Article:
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26

From after-show beers and bowls of jiaozi in Beijing to budget hotel rooms, stuffy tour buses and MTV appearances in America, Brain Failure have come a long way. After ten years of swinging their way up the greasy pole of Chinese rock, Brain Failure are international rock stars, complete with lyrics worthy of parental advisory stickers and exhaustion-induced tour cancellations.

Now singing in English, they’ve been on MTV, ABC and numerous Japanese TV stations. They’ve even been on Chinese national TV. The Brain Failure boys took some time of from their China Tour to do a fashion shoot for Trends Magazine, a local glossy lifestyle magazine promoting the gentrification of China. Looking cool, hair-gelled and, well, rock stars, the Trends-endorsed Brain Failure also feature posters given away to early buyers of the band’s Beijing To Boston DVD produced by American label Interpunk.

Despite their poster-boy status Brain Failure haven’t given up entirely on the anarchaic spirit of punk as represented by the Sex Pistols and the Ramones. There’s a line “Won’t you see my daddy in the KTV” sung to sound suspiciously like a request for late night oral fooling about. Naughty but nice. The Clash it ain’t but the band does address deeper issues: like the alienation and stigma of being a Chinese punk rocker, in ‘No Dirty Punx’ and the excitement and bewilderment of pre-Olympics Beijing: ‘2008.’

 

Now touring abroad as often as they’re at home in China, Brain Failure have the look of confidence and self-satisfaction about them. True, the band knows better than most other Chinese bands how to put on a show. A cloud of steam rose from a heaving, roaring crowd at the Club 13 recently as the band blasted through a 90 minute set of mostly new songs. It was part homecoming, part launch party for the band’s new CD, Coming Down to Beijing.

 

It seemed strange to hear lead singer Xiao Rong ‘s between-song banter in Chinese. Everything else about this outfit – and its songs – was American, including the lyrics, staccato blasts of cheeky, hoary English sung in a laboriously American twang by vocalist Xiao, whose trademark cropped and died leopard skin hairdo forms the cover art for the new CD.

 

The crowd loved it. Outside the merchandising stall did a brisk trade in band t-shirts, arm bands and CDs, all bearing the disctinctive bi-lingual Brain Failure logo in neatly chiseled script hanging over a diamond shape. Inside a group of Chinese and foreign girls at a table above the mosh pit wore their pink Brain Failure t-shirts tight, dangling cigarettes and arching forward to take photos.

 

On stage, the band looked cocky enough to deserve the attention of groupies. Bassist Ma Jilang goaded the crowd surfers near the stage to do their worst. Guitarist Dee Dee Wang Jian – the name appendage is a mark of respect to the Ramones – poses and drummer Xu Lin bangs his drums like a sledge hammer on bricks. Talking between post-show bottles of beer Xu explains how he soaked up plenty of sticks tricks from drummers and drum technicians – “I didn’t know what that term meant before” - during long stints playing and recording in the US and Japan.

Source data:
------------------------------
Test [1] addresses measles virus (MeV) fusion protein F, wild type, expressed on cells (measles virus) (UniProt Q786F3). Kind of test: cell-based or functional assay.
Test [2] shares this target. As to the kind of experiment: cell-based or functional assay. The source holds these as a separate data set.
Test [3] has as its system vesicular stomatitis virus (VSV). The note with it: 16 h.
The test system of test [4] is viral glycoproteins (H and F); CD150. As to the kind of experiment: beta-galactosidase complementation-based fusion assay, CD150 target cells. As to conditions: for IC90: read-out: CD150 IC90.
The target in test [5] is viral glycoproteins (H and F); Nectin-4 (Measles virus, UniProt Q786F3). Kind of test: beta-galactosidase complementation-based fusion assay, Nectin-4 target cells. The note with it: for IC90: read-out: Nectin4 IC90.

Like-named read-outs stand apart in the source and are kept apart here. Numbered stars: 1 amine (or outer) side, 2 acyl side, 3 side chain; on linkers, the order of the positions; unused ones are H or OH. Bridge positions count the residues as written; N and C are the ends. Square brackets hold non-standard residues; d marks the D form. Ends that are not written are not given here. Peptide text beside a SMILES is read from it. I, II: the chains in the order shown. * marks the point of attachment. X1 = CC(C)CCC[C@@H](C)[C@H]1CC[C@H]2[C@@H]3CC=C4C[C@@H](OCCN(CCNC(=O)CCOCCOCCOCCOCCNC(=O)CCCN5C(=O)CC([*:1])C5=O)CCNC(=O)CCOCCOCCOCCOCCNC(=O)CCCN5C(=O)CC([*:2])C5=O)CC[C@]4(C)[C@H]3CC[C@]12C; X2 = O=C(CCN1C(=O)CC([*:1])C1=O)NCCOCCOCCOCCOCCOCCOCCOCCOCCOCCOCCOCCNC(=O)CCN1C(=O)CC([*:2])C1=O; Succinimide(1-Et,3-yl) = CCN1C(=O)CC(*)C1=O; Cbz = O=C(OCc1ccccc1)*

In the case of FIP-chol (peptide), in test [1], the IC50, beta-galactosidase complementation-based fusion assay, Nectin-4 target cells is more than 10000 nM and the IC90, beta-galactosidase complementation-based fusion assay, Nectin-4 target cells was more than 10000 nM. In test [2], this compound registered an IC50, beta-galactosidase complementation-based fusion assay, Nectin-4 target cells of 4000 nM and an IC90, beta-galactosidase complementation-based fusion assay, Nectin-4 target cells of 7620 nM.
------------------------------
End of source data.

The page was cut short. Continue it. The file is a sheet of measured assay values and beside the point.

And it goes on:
Xu had the services of several drum technicians, credited in the album sleeve notes, when the band recorded at The Outpost, the producer being Ken Casey of Dropkick Murphys, a Pogues-inspired Irish-American punk outfit with a growing fan base in North America and Europe.  That’s good company to be keeping for an ambitious punk band. Brain Failure is one. "Coming Down To Beijing” features a guest appearance from Dicky Barrett of The Mighty Mighty Bosstones, a cult favourite on American college radio.

 

Dropkick Murphys’ Mark Orell plays organ on "Fall In Love 2008" while horns were added by good friends and tourmates Big D & The Kids Table, with whom Brain Failure co-released a CD of both bands’ songs. Similarly, when Brain Failure played the Punk Spring 07' Festival, one of the biggest punk rock festivals in Japan it was with international names, and friends, the Dropkick Murphys, NOFX and Jimmy Eat World. A Japanese manager and record label, Bad News Records, have yielded the band plenty of gigs in Tokyo.

 

But how Chinese is Brain Failure anymore? Not very. And maybe that’s the point. After a decade playing Beijing’s limited circuit of rock bars, the band sees its future in more lucrative territories. Aside from singing in a language most of their compatriots don’t speak, the band recently hosted a show from legendary punk club CBGB's in New York which aired on MTV China, a show accessible to only a minority of fee-paying Chinese TV viewers. The band recorded new versions of two of their most successful songs for Turn on the Distortion, a CD only available in Japan.

The band has even succumbed to the classic proof of cock-rock stardom: burn – out. Some of the upcoming China tour dates were cancelled due to health reasons. “The band is resting and will be on the road in no time,” explained the group’s American press officer, Josh Smith to excuse a string of concert cancellations in late 2006. The group could be excused. After five months recording and busing around America with the likes of legendary carousers like the Dropkick Murphys, Against All Authority and Rat City Riot, the group deserved a rest.

 

 

 


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26

I just got a press release in for this CD and thought I would let y'all know about it. "Chairman Of The Board" is a compilation of rare surf soundtracks all but lost to the genre that created it. From 1964-74 film directors immersed in the surfing culture commissioned original music for their cinematic creations, much of which has been lost or gone unnoticed until now. Harmless Records will release this 19-track compilation on 7 June.